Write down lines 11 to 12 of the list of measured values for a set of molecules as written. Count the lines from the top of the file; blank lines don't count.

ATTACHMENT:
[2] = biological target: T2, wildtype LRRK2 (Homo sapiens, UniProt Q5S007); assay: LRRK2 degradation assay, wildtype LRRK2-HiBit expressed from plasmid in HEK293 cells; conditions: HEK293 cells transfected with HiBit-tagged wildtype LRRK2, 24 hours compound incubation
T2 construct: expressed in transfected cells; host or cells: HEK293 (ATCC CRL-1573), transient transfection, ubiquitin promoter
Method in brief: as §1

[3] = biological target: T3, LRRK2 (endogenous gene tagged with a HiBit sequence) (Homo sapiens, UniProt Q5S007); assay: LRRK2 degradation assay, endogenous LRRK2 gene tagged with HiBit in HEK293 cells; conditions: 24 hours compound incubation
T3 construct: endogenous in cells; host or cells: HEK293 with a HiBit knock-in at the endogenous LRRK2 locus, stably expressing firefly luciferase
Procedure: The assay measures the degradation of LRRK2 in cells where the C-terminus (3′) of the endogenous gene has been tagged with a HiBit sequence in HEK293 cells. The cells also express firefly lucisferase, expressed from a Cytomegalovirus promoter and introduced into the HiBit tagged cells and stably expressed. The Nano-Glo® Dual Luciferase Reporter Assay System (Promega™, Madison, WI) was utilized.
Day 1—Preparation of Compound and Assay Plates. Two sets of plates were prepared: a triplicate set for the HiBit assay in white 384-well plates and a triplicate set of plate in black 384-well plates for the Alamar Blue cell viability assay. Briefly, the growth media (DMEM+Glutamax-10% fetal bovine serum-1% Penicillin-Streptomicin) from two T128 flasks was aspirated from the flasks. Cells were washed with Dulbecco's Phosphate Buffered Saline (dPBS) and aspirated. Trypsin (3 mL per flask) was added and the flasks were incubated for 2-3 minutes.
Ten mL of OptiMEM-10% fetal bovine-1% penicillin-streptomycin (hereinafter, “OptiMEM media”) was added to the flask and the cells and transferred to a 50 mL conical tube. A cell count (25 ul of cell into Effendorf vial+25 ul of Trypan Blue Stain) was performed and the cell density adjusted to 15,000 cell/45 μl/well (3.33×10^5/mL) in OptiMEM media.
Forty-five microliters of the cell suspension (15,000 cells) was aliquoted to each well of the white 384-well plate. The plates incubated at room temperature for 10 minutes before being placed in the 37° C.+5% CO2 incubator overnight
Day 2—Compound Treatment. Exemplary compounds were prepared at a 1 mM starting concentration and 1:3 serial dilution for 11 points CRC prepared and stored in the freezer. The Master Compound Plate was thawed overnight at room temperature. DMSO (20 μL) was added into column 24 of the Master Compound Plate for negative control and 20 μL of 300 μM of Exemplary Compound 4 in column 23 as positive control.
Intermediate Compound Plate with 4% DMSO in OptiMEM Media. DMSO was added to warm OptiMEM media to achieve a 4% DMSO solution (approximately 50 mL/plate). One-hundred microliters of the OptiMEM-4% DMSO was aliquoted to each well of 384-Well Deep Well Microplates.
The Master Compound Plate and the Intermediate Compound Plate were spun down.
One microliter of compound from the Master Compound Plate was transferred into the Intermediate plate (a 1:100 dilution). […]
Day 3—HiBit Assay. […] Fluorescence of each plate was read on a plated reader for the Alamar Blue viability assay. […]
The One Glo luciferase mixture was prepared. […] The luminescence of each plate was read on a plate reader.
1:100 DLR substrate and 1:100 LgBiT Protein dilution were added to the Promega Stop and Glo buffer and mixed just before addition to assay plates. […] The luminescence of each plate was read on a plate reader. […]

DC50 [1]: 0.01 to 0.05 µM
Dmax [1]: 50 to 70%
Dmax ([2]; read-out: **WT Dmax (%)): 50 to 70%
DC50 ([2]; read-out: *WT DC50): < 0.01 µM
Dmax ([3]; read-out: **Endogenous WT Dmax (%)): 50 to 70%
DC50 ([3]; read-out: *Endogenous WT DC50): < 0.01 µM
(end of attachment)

Intermediate Compound Plate with 4% DMSO in OptiMEM Media. DMSO was added to warm OptiMEM media to achieve a 4% DMSO solution (approximately 50 mL/plate). One-hundred microliters of the OptiMEM-4% DMSO was aliquoted to each well of 384-Well Deep Well Microplates.
The Master Compound Plate and the Intermediate Compound Plate were spun down.